November 24, 2015
Keep in mind, tutoring does not replace instructor interaction, but it is a great way to gain additional insight and help.
Receiving individual, personal help on homework and course material can be difficult — especially when learning online. While students can find great support at PathwayConnect gatherings and through friends and family, many often confront their academic struggles alone.
For this reason, BYU-Idaho offers free writing and math tutoring to all PathwayConnect students through the Academic Support Center.
When taking Introduction to Algebra and Finance, some material may be difficult to grasp or understand. Entire concepts may seem like an impossible roadblock, or a student may simply need help with one question on an assignment. Whatever the case, the Math Help for Online Students web page is a great place to get answers.
Math tutoring can be done two ways: an online chat for short, simple questions; or a video chat appointment for longer tutoring sessions, which allows for more personal tutoring as students and tutors interact more efficiently. These services are completely free and easy to use.
“I love catching up with PathwayConnect students later on and hearing about their lives,” said math tutor Grace Huskey. “My favorite part is definitely getting to know people from around the world. Each person has a new and unique story.”
The tutors are qualified to help and are willing to share their knowledge. Susan Wyman, a PathwayConnect student in Atlanta, Georgia, said tutor Steven Grover showed “super-human patience and was endlessly kind and helpful, as well as very skilled at math.” She said her experience “could not be more positive” and believes that online tutoring is one of the things that makes PathwayConnect and BYU-Idaho feel “like a Zion school.”
Tutors at the Online Writing Center help guide a student’s writing without taking over their work. Students are able to meet with an online tutor up to three times each week or sign up for an email session, where they send their paper to a tutor and the tutor will review it, make a screencast video explaining their changes, and email the paper back to the student. This can be a great option for students who don’t have a lot of time to meet one-on-one with a tutor.
Daniel Baird, Math Study Center director, offered some advice to students: “The habit of connecting with tutoring, even when it isn’t totally necessary, gives more confidence in the class and prepares the student to get help quickly. Tutoring isn’t a replacement for connecting with the instructor on a regular basis. The tutors are students who have an aptitude for math and helping. Don’t expect the same kind of help that an instructor could give, but do expect some friendly assistance.”
To request tutoring, students need only visit the Help for Online Students page and click the option they want — “Get an Online Tutor” or “Upload Your Document” (for an email session). Students can select a time that works with their schedule and upload their paper for the tutor to review. They will be contacted by the tutor about their appointment and provided a link to meet via Zoom (videoconferencing) for the tutoring session. Students should contact their tutor or the Online Writing Center if they have any questions.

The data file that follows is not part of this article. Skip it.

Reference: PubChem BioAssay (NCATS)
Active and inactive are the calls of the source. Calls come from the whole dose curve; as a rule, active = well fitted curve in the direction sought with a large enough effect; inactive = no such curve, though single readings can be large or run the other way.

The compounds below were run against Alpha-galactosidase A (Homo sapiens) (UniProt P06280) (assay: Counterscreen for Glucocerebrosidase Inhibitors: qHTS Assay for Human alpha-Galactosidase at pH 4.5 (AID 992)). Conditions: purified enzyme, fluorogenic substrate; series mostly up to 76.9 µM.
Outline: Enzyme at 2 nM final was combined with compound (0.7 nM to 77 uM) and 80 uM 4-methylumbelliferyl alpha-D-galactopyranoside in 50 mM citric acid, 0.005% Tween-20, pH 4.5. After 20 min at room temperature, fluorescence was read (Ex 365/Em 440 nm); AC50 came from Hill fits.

Because the Online Writing Center uses screen sharing, no web cam is necessary. The tutor reviews the paper with the student using screen share to make comments, highlight areas for discussion, and answer questions. Afterward, the tutor sends the revised document back to the student for reference and revision.
Recalling her experience with the Online Writing Center, Leia Bordley, a PathwayConnect student in Newnan, Georgia, said, “I was having a particularly hard time with an English paper I had to write. The tutor that was assigned to help me go over my paper was so kind, respectful, and nonjudgmental.”
Math Center Hours (Mountain Time / UTC-6/7)
(Closed Tuesday’s from 2 p.m. – 3 p.m.)
Writing Center Hours (Mountain Time / UTC-6/7)
(Closed Tuesdays & Thursdays from 11:20 p.m. – 12:20 p.m.)
Leia recalled one instance when she had to entirely rewrite a paper after she misunderstood a large part of the assignment. Her tutor guided her through the step-by-step process as Leia corrected her paper. After visiting with her tutors over several weeks, Leia’s confidence rose as she understood the expectations.
Having a writing tutor may be even more meaningful for students whose native language is not English. This is how Angel Rossini of Camarillo, California, felt about the help he received from the Writing Center. “My tutor was able to help me connect my ideas so I could express myself in a better way,” he said of his tutor, Abigail Hardy. “She even taught me what certain grammar rules apply to my writing and how to use them in my future assignments.” “I went from a failing grade to an excellent grade on that paper because of the amazing people who helped me,” Leia shared.
For students who hesitate to ask for help, Sheldon Lawrence, director of the Writing Center, advised students who meet with a tutor to “imagine the call as a chat with a helpful friend.” He said, “Tutors are not critics and are capable of helping with all levels of ability. Students can expect to receive feedback on whatever stage they are in, everything from brainstorming to the final edit. The students’ questions and needs guide the direction of the session.” Ricardo Costa Lima, a former PathwayConnect student from Portugal, shared how the Writing Center has been a blessing for him. “As a foreign student, it is normal that we face some problems dealing with a language that is not our native one; that was the case this semester when I had to prepare an essay. If it were not for the help that I received from a dedicated tutor, I would not have as much confidence. I will certainly continue to use it.”